The hill ground is divided up into 6 big grazing blocks – we move the cattle around according to the state of the vegetation. Their behaviours are naturally of mob grazing but they move themselves – they have the choice – which we feel is incredibly important. In that context, we would like to have every grazing block of land with access to trees for the cattle. If you give them trees, they use them daily.

The sheep have to follow on – the farming system is really designed around the cattle. Sheep are doing a financial job, a worm control job and a grass management job for conservation grazing. We keep the sheep in-bye and do an alternate cut graze system – they are moved every 3 or 4 days, rotational grazing within parks, which keeps the lambs growing as fast as possible (they are rough grazed in late summer/autumn and again after tupping through to lambing). Some years we get all the lambs away fat, others we decide to sell as store, it depends on the trade. We select high fat index tups – we’re looking for animals that can carry and will put on fat on natural vegetation. At Borenich we don’t have the cattle to put on there yet, but we will move on to a rotational grazing system and reduce the sheep numbers and increase the cattle numbers. We are calving 54 cows this year (2022) but expect to be running about 70 cows with all the ground we have now.

Cows and calves
Cows and calves

We sell the cattle to an organic finisher not far from us – cattle fit in to their organic system (they have an organic field veg business). Those animals go on to Waitrose. Last year the yields varied. Our cattle have high fertility rates – we would normally be in the high 90s % of calving rates, and wean at 320 kg roughly, at 8-month-old. We sell either a weaned calf at 8-month-old or forward stores at 18-month-old (they go off the farm at 420 / 440 kg), but we keep a few through to fat at 28-30 months old for private customers. Last year, we got £260 per kg for the weaned calves. Our gross margin per cow (normally between £400-£500) varies from year to year as our inputs (mainly P and K fertiliser and lime) varies, which is driven by regular soil sampling. The gross margin for ewes is about £70 per ewe. We aim at 150-160% scanning for lambs. Our losses for outdoor lambing were at about 13% last year (2021). We aim for a 42 kg lamb – they go to McIntosh Donald at Portlethen Aberdeen (they have an organic line). We also sell fat lambs through the conventional market, and last year sold quite a lot of store lamb to an organic finisher in Aberdeenshire.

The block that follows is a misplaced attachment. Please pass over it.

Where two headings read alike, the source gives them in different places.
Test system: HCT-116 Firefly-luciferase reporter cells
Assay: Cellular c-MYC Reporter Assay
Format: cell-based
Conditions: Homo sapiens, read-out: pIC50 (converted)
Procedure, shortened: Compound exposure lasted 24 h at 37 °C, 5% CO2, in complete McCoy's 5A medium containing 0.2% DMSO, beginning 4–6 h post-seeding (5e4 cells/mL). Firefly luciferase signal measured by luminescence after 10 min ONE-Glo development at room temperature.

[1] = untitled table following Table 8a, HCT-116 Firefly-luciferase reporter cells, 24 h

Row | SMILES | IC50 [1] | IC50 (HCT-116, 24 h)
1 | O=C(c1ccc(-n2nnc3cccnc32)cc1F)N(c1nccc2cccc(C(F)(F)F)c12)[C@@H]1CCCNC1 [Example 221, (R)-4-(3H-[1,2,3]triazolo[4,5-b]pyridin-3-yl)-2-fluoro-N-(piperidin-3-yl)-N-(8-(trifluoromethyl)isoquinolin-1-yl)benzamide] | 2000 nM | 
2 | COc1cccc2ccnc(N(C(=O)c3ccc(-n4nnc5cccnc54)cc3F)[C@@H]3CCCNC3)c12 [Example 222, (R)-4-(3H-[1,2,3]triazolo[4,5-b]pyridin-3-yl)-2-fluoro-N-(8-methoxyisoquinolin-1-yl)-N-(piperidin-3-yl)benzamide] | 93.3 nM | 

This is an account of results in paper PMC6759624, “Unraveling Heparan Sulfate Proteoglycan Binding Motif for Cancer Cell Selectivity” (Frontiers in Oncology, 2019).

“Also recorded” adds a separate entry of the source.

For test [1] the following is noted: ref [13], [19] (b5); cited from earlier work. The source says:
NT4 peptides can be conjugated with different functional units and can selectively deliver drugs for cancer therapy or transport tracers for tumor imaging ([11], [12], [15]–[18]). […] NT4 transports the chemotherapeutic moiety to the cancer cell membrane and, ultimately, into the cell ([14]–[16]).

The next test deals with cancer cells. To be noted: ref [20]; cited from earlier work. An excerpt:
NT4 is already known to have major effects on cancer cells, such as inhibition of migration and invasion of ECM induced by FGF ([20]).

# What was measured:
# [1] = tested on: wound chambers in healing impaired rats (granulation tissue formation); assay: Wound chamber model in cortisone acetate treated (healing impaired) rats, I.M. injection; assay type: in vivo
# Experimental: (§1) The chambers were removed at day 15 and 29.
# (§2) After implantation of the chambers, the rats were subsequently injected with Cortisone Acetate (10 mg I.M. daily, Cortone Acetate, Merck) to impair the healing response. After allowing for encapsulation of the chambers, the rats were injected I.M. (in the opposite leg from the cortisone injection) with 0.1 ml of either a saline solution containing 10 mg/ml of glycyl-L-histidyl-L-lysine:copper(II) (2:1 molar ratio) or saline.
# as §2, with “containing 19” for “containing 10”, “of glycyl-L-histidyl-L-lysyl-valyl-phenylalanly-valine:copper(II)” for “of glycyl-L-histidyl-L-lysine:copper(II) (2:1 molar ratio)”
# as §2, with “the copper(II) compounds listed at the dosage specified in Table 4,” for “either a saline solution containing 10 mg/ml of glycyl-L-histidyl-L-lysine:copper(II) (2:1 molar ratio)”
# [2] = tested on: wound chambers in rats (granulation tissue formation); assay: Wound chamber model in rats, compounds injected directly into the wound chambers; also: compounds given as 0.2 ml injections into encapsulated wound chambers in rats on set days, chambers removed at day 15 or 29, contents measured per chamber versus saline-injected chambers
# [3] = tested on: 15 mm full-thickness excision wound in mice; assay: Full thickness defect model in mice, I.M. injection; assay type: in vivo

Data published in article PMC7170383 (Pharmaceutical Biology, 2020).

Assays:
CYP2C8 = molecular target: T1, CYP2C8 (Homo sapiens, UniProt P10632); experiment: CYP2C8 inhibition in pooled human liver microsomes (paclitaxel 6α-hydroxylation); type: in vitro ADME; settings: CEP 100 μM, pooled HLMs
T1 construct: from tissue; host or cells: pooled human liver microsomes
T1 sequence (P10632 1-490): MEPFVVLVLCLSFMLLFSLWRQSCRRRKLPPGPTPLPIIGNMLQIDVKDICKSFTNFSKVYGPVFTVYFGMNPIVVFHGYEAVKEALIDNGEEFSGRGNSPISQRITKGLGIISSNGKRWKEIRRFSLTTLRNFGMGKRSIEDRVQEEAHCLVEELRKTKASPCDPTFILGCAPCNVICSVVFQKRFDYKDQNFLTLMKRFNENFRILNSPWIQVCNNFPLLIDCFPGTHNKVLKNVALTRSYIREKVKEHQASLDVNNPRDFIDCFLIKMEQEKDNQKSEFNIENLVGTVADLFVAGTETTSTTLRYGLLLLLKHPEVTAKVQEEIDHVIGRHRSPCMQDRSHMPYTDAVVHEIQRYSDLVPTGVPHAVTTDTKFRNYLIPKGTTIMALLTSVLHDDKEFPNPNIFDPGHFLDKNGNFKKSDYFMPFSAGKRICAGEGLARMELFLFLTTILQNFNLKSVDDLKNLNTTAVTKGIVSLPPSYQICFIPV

The limestone at Fincastle makes it botanically very rich, and unusually, the highest parts of the farm have the deepest soils. Both Fincastle and Borenich have a long history going back to Bronze Age when there were settlements, so they are also very rich in archeology. Fincastle in Gaelic means ‘the land of the castle’ (ring homesteads). We have the highest density of iron age forts in Scotland! Of the 500 ha block at Fincastle, about three quarters is designated high nature value (site of special scientific interest – SSSI). There is 120 ha of improved pasture – some of which is in a SSSI area. The SSSI is also a Natura site (Special Areas of Conservation). Some of the lower rough grazing where there is wood pasture isn’t in it, however some of the rarest plants are not in the SSSI at all.

Grazing species rich grassland. Courtesy of Patrick Barbour
Grazing species rich grassland. Courtesy of Patrick Barbour

The grazing animals are essential to maintain the habitats in good condition – they open up the swards. Where parts of the farm have inadvertently been excluded from the designated sites and had grazing removed due to the siting of fence lines, the botanical interest has dropped, they’ve become swamped with coarse vegetation. A limestone pavement area has entirely gone to dog mercury, and meadowsweet has totally dominated in one area of fen … whereas on the grazed land adjoining it there are incredibly diverse plant communities. If we got rid of the animals and wanted to keep the open ground habitats in good condition, we’d probably have to bring the same amount of animals back in.

The black grouse and heron population are monitored on the farm (there’s a heronry just behind the farm), we also do our own monitoring of deer impacts. SNH monitor the Natura part. We have monitored tree growth measurements – if only so we can make some claims about the growth rate and carbon.